As one can see by the results, leveraging the array interface for INSERT statements has significant performance gains, even with a small batch size, compared to the single row operation. Update Batching is discussed in more detail in the JDBC Developer’s Guide.
JDBC Array Selects
I ran some tests using rowPrefetch.java which executes a SELECT against the 10,000 row EMP table without any predicate. The prefetch batch size was tested at values between 1 and 10. Below is a graph of the elapsed times.
Setting the prefetch batch size to 5 yielded almost a 2x gain in response time compared to the single row operation. Please see the Row Prefetching section of the JDBC Developer’s Guide for more details on the topic.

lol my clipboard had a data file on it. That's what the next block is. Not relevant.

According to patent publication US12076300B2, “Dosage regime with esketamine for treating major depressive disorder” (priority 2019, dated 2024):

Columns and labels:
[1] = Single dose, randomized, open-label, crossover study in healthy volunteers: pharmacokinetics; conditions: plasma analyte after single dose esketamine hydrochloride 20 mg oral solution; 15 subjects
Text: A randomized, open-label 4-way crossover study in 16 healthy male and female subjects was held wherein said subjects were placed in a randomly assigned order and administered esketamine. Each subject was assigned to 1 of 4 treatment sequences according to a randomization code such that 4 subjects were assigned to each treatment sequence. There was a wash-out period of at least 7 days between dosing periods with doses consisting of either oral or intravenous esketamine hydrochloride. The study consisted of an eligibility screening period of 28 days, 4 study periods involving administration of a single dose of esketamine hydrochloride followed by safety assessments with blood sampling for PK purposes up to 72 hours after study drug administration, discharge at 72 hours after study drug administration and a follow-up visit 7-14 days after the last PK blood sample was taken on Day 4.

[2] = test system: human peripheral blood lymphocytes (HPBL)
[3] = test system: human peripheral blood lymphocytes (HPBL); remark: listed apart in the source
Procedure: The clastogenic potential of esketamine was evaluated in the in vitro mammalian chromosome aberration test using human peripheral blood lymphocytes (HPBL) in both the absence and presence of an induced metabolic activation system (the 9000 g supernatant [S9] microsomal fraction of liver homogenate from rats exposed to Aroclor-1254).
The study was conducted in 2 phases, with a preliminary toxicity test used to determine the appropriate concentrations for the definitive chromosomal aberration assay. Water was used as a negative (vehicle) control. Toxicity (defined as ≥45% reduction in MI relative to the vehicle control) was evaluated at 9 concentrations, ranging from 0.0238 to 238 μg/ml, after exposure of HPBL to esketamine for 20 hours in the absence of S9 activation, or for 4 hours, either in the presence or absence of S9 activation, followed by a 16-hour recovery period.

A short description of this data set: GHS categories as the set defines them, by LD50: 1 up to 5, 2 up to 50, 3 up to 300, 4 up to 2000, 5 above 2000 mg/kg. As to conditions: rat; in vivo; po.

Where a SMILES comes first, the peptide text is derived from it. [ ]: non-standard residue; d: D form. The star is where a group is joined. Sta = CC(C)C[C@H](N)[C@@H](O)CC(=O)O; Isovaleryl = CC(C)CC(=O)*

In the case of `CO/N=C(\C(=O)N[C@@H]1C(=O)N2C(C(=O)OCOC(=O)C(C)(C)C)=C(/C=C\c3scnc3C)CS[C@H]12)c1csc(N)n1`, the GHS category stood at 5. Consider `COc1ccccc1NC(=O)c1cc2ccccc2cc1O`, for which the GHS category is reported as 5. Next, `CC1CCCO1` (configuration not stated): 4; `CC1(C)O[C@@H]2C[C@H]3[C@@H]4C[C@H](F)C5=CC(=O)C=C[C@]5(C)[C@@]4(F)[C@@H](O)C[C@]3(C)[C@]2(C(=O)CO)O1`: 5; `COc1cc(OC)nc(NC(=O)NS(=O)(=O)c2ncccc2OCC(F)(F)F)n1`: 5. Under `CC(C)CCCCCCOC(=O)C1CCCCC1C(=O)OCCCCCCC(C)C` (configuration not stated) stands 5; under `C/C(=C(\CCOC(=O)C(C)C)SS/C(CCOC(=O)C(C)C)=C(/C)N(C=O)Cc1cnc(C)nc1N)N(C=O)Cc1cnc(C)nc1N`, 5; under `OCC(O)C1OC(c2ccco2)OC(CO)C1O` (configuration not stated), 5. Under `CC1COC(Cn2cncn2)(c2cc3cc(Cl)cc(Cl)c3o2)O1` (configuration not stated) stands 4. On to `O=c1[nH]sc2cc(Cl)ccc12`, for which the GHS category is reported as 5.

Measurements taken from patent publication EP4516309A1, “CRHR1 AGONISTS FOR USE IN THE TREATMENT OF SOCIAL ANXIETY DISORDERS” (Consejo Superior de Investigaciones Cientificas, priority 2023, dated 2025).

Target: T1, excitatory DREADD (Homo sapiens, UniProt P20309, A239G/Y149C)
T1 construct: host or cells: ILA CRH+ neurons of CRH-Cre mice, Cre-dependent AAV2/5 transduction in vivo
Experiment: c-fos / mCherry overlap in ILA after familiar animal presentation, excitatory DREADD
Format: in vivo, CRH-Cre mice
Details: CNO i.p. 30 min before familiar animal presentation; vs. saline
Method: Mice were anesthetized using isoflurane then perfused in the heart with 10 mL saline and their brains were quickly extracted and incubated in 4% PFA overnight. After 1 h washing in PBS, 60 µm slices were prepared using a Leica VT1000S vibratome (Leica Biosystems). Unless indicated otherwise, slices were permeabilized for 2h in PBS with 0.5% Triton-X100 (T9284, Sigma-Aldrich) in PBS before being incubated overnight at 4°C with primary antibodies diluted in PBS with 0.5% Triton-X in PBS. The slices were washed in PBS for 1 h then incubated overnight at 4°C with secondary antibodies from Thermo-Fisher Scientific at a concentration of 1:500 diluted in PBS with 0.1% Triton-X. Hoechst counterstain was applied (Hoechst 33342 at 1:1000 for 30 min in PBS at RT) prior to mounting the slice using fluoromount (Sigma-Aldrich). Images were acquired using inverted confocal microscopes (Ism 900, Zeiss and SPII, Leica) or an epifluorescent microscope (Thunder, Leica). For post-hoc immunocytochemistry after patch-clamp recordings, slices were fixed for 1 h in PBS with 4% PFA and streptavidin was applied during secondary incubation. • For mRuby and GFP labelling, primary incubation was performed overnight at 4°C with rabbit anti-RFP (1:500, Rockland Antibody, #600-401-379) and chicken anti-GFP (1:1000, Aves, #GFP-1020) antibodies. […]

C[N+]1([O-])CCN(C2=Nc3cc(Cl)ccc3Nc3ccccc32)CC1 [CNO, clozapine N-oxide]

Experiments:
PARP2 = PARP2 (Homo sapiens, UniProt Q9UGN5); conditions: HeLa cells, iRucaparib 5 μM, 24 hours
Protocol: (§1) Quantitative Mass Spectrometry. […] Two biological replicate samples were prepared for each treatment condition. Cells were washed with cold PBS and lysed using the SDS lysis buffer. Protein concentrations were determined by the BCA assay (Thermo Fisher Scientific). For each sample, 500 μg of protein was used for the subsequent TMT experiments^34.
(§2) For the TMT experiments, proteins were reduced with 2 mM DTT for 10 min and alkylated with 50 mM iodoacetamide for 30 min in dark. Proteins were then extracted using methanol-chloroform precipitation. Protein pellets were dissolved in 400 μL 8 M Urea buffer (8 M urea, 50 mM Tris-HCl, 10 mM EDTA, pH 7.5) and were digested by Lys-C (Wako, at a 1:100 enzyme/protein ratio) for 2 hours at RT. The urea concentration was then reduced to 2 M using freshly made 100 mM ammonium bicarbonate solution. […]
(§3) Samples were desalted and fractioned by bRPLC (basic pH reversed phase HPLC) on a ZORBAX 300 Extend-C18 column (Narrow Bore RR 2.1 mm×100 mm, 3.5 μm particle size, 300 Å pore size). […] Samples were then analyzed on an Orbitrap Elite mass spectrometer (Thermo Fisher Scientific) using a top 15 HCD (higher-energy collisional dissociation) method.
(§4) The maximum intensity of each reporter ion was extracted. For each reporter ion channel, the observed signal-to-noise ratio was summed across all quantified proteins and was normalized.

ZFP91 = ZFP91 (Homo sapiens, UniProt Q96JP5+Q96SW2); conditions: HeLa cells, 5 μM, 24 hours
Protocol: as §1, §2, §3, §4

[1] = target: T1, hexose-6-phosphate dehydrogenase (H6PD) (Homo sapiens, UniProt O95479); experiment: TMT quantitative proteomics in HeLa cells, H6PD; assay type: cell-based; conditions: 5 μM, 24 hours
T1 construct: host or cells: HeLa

The simple tests that were performed demonstrate that using the array interface yields noticable performance gains for both INSERT and SELECT statements. The amount of performance gain will vary by application, but I’m most certain that gains will be observed if the operation is on more than a single row. One should notice that leveraging the array interface not only reduces elapsed time, but also reduces the amount of CPU the operation consumes. That sounds like a win-win to me and why I consider it an important part of database application scalability. After all, the JDBC array interface is not in the Performance Extensions chapter for nothing, right?
The simple tests I performed were run on a single CPU host running Windows XP Pro, Oracle 10.2.0.3. If your application doesn’t reside on the same host as the database, it is likely that you may see even greater gains do to the reduction of the network overhead. As always, your mileage may vary.